People do not know what they are doing; because they do not know what they are undoing. – from Chesterton’s The Thing

Just stumbled upon this article by the Oxford and Princeton ethicist formerly known as William Crouch. He’s formerly known as Crouch because he and his fiancée have determined to both change their surnames when they are married. His facile mind has reasoned thus:

As with so many gender-biased traditions, this one has pretty disturbing roots. The legal concept of coverture came from England and caught on in 19th century America: the idea was that a woman, upon marriage, becomes the property of her husband. She had no right to vote or take out a bank account because she could rely on her owner to do that for her. And, of course, she couldn’t be raped by her husband—because she was essentially her husband’s property, and he was free to do with her what he wished.

We’ve made progress on these issues (though some remarkably late). But the tradition of taking the man’s name remains and, given its background, it seems to me it’s simply bad taste to carry on with it, in the same way that it would be bad taste to put on a minstrel show, no matter how pure the intentions.

You might say that we need some rule, and that taking the man’s name is as good as any other. But is this true? Why not go with whichever name sounds better? Or which name is associated with the coolest people? (MacAskill clearly beats my birth surname “Crouch” on both counts, having a better ring and being the name of both Giant MacAskill—a forebear of my fiancée’s who has a claim to be the world’s strongest ever man—and Danny MacAskill, a trial-biking legend who, also being descended from Giant MacAskill, must be a very distant cousin.)  Or any other choice made by both parties.

Crouch has added his voice to a growing post-Christian chorus whose understanding is completely ignorant of God’s Word. It is becoming increasingly clear that the Christian capital that has steadied the ethics of our nation for some time is running out. The radical egalitarian agenda is incapable of recognizing, honoring, and rejoicing in authority. The suggestion that a woman take her husband’s name as a sign of his authority is rejected as a relic from a dark, oppressive, unenlightened age. Cranmer’s old vows that the wife “love, honor, and obey” are laughable and insufferable to Crouch and his fiancée.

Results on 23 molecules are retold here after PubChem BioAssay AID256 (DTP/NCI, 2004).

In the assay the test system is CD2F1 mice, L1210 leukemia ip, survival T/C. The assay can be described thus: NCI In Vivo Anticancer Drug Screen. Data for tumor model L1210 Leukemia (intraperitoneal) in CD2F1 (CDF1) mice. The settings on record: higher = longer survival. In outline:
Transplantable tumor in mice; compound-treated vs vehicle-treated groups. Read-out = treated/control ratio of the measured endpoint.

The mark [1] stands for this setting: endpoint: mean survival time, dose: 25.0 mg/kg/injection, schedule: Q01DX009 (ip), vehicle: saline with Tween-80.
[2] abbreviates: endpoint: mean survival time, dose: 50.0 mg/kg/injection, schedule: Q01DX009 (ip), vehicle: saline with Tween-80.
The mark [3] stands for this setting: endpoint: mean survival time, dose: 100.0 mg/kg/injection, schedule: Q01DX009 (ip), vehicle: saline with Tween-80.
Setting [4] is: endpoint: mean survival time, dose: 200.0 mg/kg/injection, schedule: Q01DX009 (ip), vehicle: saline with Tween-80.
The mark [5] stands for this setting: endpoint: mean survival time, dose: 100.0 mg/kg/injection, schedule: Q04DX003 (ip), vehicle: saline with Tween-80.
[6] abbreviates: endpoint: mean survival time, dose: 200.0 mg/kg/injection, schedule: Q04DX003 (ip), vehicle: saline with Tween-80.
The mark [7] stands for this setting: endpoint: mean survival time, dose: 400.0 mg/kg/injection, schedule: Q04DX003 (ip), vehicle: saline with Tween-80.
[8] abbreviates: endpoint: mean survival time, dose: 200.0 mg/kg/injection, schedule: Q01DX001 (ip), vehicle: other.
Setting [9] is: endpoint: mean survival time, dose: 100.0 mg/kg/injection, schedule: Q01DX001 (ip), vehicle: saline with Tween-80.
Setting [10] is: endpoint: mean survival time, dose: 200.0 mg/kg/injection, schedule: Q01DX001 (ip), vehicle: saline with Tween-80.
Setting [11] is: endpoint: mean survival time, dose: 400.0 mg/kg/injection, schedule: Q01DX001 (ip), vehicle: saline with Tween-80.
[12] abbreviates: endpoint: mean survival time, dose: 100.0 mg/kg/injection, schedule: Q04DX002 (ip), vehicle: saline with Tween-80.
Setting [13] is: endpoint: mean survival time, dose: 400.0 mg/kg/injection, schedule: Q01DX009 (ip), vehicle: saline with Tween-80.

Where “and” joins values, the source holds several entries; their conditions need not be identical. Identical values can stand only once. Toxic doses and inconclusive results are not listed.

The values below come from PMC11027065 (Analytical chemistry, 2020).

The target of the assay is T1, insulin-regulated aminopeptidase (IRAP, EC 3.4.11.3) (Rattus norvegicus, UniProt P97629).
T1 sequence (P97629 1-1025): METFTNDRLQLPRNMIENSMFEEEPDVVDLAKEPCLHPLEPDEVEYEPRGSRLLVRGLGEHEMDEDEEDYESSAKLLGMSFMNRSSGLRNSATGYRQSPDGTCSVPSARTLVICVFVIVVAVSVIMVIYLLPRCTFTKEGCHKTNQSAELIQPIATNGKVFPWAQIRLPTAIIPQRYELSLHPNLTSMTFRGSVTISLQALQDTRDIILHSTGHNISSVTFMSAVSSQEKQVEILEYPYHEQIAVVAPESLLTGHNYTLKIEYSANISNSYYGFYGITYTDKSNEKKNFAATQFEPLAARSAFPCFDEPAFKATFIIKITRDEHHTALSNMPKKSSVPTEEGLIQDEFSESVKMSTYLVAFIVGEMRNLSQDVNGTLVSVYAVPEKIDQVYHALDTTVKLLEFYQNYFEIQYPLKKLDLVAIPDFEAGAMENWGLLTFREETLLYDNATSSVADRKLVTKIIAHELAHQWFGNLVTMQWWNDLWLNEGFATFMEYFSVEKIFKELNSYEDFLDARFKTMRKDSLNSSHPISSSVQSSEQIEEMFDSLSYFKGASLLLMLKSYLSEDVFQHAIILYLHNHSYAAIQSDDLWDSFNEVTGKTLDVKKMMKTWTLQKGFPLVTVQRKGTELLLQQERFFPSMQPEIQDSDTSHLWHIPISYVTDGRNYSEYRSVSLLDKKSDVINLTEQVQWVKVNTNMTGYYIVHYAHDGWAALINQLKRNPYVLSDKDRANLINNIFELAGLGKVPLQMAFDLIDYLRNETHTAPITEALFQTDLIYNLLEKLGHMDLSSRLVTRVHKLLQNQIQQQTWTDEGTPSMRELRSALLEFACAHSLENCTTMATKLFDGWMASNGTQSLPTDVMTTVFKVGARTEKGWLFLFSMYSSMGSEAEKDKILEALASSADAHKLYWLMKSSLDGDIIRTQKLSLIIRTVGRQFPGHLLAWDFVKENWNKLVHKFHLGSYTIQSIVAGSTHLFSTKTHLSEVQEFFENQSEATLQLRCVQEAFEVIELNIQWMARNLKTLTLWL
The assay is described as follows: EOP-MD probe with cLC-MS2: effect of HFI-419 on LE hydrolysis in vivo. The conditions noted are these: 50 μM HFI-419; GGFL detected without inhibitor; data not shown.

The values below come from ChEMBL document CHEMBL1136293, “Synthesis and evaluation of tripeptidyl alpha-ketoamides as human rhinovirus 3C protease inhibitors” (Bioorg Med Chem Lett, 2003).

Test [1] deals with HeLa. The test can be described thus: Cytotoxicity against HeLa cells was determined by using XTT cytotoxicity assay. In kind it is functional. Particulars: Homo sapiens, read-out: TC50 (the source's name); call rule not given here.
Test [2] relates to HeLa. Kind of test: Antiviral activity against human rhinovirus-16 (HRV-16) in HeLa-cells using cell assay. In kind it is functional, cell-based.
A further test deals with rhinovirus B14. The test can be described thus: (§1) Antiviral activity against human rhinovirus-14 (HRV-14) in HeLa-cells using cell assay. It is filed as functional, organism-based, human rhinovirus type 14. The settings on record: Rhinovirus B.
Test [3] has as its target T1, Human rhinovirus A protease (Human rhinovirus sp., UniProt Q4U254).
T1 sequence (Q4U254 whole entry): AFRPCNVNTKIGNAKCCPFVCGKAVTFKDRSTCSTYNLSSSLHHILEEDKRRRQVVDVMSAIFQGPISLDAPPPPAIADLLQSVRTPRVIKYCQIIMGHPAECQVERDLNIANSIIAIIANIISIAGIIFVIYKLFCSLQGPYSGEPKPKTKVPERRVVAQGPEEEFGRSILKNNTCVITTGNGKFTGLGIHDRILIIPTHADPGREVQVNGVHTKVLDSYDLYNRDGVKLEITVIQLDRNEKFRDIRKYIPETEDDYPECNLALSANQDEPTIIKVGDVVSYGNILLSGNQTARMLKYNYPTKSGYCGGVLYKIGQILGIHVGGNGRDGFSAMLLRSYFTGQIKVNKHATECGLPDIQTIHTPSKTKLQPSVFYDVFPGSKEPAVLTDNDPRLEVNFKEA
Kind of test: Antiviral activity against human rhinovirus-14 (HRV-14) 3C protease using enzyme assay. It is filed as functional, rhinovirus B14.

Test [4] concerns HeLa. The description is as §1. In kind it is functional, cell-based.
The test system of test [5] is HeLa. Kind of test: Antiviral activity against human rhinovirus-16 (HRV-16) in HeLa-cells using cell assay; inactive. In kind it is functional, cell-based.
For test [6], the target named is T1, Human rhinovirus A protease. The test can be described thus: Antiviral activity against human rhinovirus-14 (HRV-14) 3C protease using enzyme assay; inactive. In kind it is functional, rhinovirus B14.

The reason a woman takes a man’s name is not that she becomes his property but that she gives testimony to her husband’s God-given authority and delights herself in the comfort and protection that follow therefrom. As I just said, such authority/hierarchy/patriarchy is hated today. Evangelicals hate what God’s Word says about men and women and marriage (for example, check out the website of Christians for Biblical Equality), and they save face by mocking Scripture’s teaching. And so today’s male is expected to limp wrist it from the wedding altar on, which he’s only happy to do because he’s thoroughly healed from his neutering.

Scripture teaches us that authority is good. The problem today is we’ve believed the lie taught to us…that authority is bad and only and ever used for oppression. Such is the case when authority is dislodged from Scripture. When there is no governor on authority, in the form of all men everywhere submitting to their Creator, then we do indeed get oppression. Yet, as we submit ourselves to God’s ethics, authority is blessing and comfort and assurance and a cozy blanket with a cup of hot chocolate on a cold winter night.

The woman takes her husband’s name in order to show respect to her man (Eph. 5:33). The woman takes her husband’s name in order to announce to the world she has a protector and a lover (Eph. 5:25-27). The woman takes her husband’s name as a sign of her deep commitment to her husband, following Eve’s lead (after reading Gen. 2:18, read the Holy Spirit’s explanation in 1 Cor. 11:8-9). The woman takes her husband’s name in order to honor God’s Word (Titus 2:5), to witness to the marriage of Christ and His Bride, the Church (Eph. 5:22-33), and to thumb her nose at the world’s hatred of femininity (Gen. 2:23).

Or, you could listen to the sage advice of our clear-thinking ethicists and go with whichever name is associated with the coolest people… Honey, we’re changing our surname to Dylan.

Kurt Vonnegut’s "Harrison Bergeron": The Logical End of Egalitarianism…

This morning at our men’s breakfast and study, I shared a bit of Vonnegut’s dystopian short-story, “Harrison Bergeron.” Written in 1961, his work is prophetic. Today, there is a radical egalitarian agenda that has sunk deep into our culture. It’s goal is to blur any and all distinctions—even differences built into our biology by God Himself. Men are encouraged to act like women, and women are encouraged act like men. Here’s the introduction to Vonnegut’s short story, followed by a link for the rest:

THE YEAR WAS 2081, and everybody was finally equal. They weren’t only equal before God and the law. They were equal every which way. Nobody was smarter than anybody else. Nobody was better looking than anybody else. Nobody was stronger or quicker than anybody else. All this equality was due to the 211th, 212th, and 213th Amendments to the Constitution, and to the unceasing vigilance of agents of the United States Handicapper General.

Read the rest here.